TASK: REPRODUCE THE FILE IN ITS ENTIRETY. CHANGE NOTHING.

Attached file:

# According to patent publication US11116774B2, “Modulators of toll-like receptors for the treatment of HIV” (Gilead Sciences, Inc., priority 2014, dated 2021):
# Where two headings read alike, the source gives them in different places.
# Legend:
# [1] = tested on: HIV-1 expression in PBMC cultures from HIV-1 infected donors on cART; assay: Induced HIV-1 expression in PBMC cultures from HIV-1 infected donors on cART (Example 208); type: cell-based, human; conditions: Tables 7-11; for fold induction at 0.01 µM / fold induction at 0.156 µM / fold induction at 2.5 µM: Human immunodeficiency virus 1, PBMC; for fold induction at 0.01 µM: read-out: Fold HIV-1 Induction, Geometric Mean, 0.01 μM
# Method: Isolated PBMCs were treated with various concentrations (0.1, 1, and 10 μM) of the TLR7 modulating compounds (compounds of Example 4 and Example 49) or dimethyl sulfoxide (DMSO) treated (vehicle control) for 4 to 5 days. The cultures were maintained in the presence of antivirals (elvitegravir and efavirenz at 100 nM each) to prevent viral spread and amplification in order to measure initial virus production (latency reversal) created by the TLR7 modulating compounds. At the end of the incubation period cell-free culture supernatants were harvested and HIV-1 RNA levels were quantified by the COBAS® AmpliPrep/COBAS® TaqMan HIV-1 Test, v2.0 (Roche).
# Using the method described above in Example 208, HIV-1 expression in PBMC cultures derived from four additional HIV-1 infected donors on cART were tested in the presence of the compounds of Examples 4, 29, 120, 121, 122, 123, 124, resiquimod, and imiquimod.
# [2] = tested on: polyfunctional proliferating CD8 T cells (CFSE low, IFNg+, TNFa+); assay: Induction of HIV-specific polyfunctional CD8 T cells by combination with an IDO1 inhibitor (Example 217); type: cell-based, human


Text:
# According to patent publication US11116774B2, “Modulators of toll-like receptors for the treatment of HIV” (Gilead Sciences, Inc., priority 2014, dated 2021):
# Where two headings read alike, the source gives them in different places.
# Legend:
# [1] = tested on: HIV-1 expression in PBMC cultures from HIV-1 infected donors on cART; assay: Induced HIV-1 expression in PBMC cultures from HIV-1 infected donors on cART (Example 208); type: cell-based, human; conditions: Tables 7-11; for fold induction at 0.01 µM / fold induction at 0.156 µM / fold induction at 2.5 µM: Human immunodeficiency virus 1, PBMC; for fold induction at 0.01 µM: read-out: Fold HIV-1 Induction, Geometric Mean, 0.01 μM
# Method: Isolated PBMCs were treated with various concentrations (0.1, 1, and 10 μM) of the TLR7 modulating compounds (compounds of Example 4 and Example 49) or dimethyl sulfoxide (DMSO) treated (vehicle control) for 4 to 5 days. The cultures were maintained in the presence of antivirals (elvitegravir and efavirenz at 100 nM each) to prevent viral spread and amplification in order to measure initial virus production (latency reversal) created by the TLR7 modulating compounds. At the end of the incubation period cell-free culture supernatants were harvested and HIV-1 RNA levels were quantified by the COBAS® AmpliPrep/COBAS® TaqMan HIV-1 Test, v2.0 (Roche).
# Using the method described above in Example 208, HIV-1 expression in PBMC cultures derived from four additional HIV-1 infected donors on cART were tested in the presence of the compounds of Examples 4, 29, 120, 121, 122, 123, 124, resiquimod, and imiquimod.
# [2] = tested on: polyfunctional proliferating CD8 T cells (CFSE low, IFNg+, TNFa+); assay: Induction of HIV-specific polyfunctional CD8 T cells by combination with an IDO1 inhibitor (Example 217); type: cell-based, human